Technology experts say healing what ails the Healthcare.gov website will be a tougher task than the Obama administration acknowledges.
"It's going to cost a lot of tax dollars to get this done," says Bill Curtis, senior vice president and chief scientist at CAST, a French software analysis company with offices in the U.S.
Curtis says programmers and systems analysts start fixing troubled websites by addressing the glitches they can see. But based on his analysis of the site, he believes the ongoing repairs are likely to reveal even deeper problems, making it tough to predict when all the site's issues will be resolved.
"Will it eventually work? Yes, because they have to make it work," he says. But it'll be very expensive."
Curtis and other technology executives say the site's problems are the result of poor management of its many working parts. They also believe, as Congressional testimony has revealed, the site suffered from a lack of testing once all its systems were in place.
The federal health insurance exchange website —which cost taxpayers more than $600 million to build, according to the Government Accountability Office— has been crippled by technical problems since its Oct. 1 launch. Since then, everyone from top White House officials to the contractors who worked on the site have been called before congressional committees to determine what went wrong and who is to blame.
The White House originally promised to have the site running smoothly by the end of November. But at a news conference last week, President Obama said he couldn't guarantee that the site will be completely bug free by then.
The HealthCare.gov site is supposed to serve as a marketplace where people can enter their personal information, search and sign up for required health care coverage. But the site is a patchwork quilt of sorts. It pulls together a slew of contributions from various government contractors and attempts to join the structure with the systems of participating insurance companies.
Experts say the amount of information coursing through HealthCare.gov dwarfs that of any other government website, making it more similar to a high-traffic e-commerce operation such as Amazon.com or eBay. They contend the government didn't design the site with the kind of retail-like infrastructure it needs to keep up with demand and failed to knit its pieces together in an efficient way.
Curtis says visible parts of the website's programming code reveal a host of analytic and data coordination failures — a red flag that the site wasn't designed by people with a lot of experience building high-traffic websites. He notes that government projects are typically awarded to the lowest bid, a factor that limits the amount of money a contractor can make. As a result, bid-winners don't always assign their top people to those jobs.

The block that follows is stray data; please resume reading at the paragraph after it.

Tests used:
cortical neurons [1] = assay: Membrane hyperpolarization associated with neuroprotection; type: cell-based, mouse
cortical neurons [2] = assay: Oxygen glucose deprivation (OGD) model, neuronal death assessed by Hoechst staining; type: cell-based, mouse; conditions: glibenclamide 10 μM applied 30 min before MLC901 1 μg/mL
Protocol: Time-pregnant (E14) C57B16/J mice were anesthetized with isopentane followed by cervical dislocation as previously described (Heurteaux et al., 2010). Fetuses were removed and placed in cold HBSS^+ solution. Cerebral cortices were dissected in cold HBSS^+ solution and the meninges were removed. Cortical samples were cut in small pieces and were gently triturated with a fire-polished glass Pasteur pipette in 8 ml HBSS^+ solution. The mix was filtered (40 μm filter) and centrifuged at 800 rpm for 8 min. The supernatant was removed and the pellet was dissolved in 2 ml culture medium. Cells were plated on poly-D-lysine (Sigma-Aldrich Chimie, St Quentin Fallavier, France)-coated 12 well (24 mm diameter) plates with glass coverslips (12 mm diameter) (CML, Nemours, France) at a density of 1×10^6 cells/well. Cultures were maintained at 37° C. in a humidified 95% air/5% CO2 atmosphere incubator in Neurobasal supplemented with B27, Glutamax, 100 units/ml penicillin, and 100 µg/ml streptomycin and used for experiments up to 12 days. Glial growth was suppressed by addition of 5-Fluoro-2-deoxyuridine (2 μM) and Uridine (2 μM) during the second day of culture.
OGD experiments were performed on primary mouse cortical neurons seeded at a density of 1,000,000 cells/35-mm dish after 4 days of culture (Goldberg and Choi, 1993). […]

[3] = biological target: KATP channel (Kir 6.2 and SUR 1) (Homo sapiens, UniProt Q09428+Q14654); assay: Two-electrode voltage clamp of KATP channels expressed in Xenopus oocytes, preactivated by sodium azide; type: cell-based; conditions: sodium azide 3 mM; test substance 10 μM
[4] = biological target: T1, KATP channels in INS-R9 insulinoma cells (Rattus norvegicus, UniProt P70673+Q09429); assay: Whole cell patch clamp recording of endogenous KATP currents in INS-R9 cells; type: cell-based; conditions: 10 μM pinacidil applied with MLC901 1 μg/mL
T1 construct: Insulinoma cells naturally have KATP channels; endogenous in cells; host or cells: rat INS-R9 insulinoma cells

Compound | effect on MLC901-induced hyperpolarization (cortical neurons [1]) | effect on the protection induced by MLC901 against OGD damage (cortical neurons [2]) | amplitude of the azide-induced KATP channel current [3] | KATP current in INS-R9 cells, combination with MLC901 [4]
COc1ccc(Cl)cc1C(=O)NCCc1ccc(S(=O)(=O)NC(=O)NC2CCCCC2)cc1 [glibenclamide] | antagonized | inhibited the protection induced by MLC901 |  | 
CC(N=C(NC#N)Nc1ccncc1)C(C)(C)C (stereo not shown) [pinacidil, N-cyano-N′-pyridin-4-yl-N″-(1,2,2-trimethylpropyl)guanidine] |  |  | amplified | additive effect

Himanshu Sareen, CEO of Icreon Tech, a New York-based web and mobile design and development firm, says the government has made some progress fixing the site in recent weeks, but there are still big problems. He worries that the website is operating at half the capacity that it needs to.
Indeed, fewer than 27,000 people signed up for insurance through the federal website during the first month of open enrollment in the 36 states, according to federal health officials. Nearly 1 million more applied for coverage and were waiting to finalize decisions.
Sareen says he's shocked that so few people have been able to sign up. He says the government should focus on fixing the website's telephone support centers, the place where many frustrated insurance seekers are looking for help.
Michael Smith, a vice president of product development and operations for Compuware Corp., says the site's operations have improved significantly. Recent testing of HealthCare.gov's visible parts done by Compuware APM show seven states with unacceptable response times, down from 26 states on Oct. 25.
Even so, Smith says the government needs to inform the public that it takes time and patience to fix problem websites.
"They're building something that's never been built before, so there's no prescription for how to do it," Smith says.
And there's no better way to improve public opinion than to fix the site as quickly as possible, says Wally Krantz, creative director for The Brand Union, a global brand strategy consultancy that works with clients ranging from Time Warner Cable to The Coca-Cola Co.
Krantz says people will forget about its technical problems once they get their insurance coverage.
"If they ultimately get the website working, it'll just be another thing that people who want it to fail will bring up," Krantz says. "I don't think this story has legs beyond that."